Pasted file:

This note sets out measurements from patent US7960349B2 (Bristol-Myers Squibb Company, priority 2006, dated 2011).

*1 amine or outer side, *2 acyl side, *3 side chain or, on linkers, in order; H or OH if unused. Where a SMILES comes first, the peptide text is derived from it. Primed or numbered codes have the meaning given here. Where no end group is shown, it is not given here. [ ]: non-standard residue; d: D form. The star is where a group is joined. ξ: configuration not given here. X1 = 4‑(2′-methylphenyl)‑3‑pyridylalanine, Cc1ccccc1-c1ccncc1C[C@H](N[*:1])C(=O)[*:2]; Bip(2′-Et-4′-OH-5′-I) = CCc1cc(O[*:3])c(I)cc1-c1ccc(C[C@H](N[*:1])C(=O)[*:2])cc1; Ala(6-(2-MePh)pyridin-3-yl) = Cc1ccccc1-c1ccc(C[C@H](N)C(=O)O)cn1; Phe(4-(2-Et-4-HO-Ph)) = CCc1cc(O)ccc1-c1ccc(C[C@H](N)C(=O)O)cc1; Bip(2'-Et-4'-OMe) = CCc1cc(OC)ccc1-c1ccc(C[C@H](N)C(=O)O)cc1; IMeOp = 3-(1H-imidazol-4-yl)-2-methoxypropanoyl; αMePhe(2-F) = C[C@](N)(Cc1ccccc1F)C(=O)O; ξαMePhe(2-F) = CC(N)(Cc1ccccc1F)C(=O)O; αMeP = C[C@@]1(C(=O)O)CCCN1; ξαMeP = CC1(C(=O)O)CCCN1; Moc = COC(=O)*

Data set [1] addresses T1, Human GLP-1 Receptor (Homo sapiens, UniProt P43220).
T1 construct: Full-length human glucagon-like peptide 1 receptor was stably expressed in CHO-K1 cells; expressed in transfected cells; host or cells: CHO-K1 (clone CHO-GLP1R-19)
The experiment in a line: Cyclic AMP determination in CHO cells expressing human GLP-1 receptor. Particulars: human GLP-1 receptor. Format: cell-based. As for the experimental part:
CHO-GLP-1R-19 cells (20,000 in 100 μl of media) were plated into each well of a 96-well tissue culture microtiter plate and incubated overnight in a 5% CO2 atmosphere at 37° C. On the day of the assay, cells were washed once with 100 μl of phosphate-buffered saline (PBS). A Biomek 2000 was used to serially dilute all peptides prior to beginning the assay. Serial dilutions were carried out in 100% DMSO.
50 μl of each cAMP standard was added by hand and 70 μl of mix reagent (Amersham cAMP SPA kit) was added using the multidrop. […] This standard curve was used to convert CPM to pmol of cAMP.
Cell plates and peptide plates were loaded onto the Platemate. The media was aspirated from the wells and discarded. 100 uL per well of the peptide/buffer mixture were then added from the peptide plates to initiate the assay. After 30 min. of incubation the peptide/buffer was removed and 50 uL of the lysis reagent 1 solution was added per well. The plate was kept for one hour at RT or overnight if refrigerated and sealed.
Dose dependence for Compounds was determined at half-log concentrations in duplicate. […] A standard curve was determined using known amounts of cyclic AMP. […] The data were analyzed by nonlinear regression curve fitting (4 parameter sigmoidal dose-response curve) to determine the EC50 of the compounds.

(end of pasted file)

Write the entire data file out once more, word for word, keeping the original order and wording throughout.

This note sets out measurements from patent US7960349B2 (Bristol-Myers Squibb Company, priority 2006, dated 2011).

*1 amine or outer side, *2 acyl side, *3 side chain or, on linkers, in order; H or OH if unused. Where a SMILES comes first, the peptide text is derived from it. Primed or numbered codes have the meaning given here. Where no end group is shown, it is not given here. [ ]: non-standard residue; d: D form. The star is where a group is joined. ξ: configuration not given here. X1 = 4‑(2′-methylphenyl)‑3‑pyridylalanine, Cc1ccccc1-c1ccncc1C[C@H](N[*:1])C(=O)[*:2]; Bip(2′-Et-4′-OH-5′-I) = CCc1cc(O[*:3])c(I)cc1-c1ccc(C[C@H](N[*:1])C(=O)[*:2])cc1; Ala(6-(2-MePh)pyridin-3-yl) = Cc1ccccc1-c1ccc(C[C@H](N)C(=O)O)cn1; Phe(4-(2-Et-4-HO-Ph)) = CCc1cc(O)ccc1-c1ccc(C[C@H](N)C(=O)O)cc1; Bip(2'-Et-4'-OMe) = CCc1cc(OC)ccc1-c1ccc(C[C@H](N)C(=O)O)cc1; IMeOp = 3-(1H-imidazol-4-yl)-2-methoxypropanoyl; αMePhe(2-F) = C[C@](N)(Cc1ccccc1F)C(=O)O; ξαMePhe(2-F) = CC(N)(Cc1ccccc1F)C(=O)O; αMeP = C[C@@]1(C(=O)O)CCCN1; ξαMeP = CC1(C(=O)O)CCCN1; Moc = COC(=O)*

Data set [1] addresses T1, Human GLP-1 Receptor (Homo sapiens, UniProt P43220).
T1 construct: Full-length human glucagon-like peptide 1 receptor was stably expressed in CHO-K1 cells; expressed in transfected cells; host or cells: CHO-K1 (clone CHO-GLP1R-19)
The experiment in a line: Cyclic AMP determination in CHO cells expressing human GLP-1 receptor. Particulars: human GLP-1 receptor. Format: cell-based. As for the experimental part:
CHO-GLP-1R-19 cells (20,000 in 100 μl of media) were plated into each well of a 96-well tissue culture microtiter plate and incubated overnight in a 5% CO2 atmosphere at 37° C. On the day of the assay, cells were washed once with 100 μl of phosphate-buffered saline (PBS). A Biomek 2000 was used to serially dilute all peptides prior to beginning the assay. Serial dilutions were carried out in 100% DMSO.
50 μl of each cAMP standard was added by hand and 70 μl of mix reagent (Amersham cAMP SPA kit) was added using the multidrop. […] This standard curve was used to convert CPM to pmol of cAMP.
Cell plates and peptide plates were loaded onto the Platemate. The media was aspirated from the wells and discarded. 100 uL per well of the peptide/buffer mixture were then added from the peptide plates to initiate the assay. After 30 min. of incubation the peptide/buffer was removed and 50 uL of the lysis reagent 1 solution was added per well. The plate was kept for one hour at RT or overnight if refrigerated and sealed.
Dose dependence for Compounds was determined at half-log concentrations in duplicate. […] A standard curve was determined using known amounts of cyclic AMP. […] The data were analyzed by nonlinear regression curve fitting (4 parameter sigmoidal dose-response curve) to determine the EC50 of the compounds.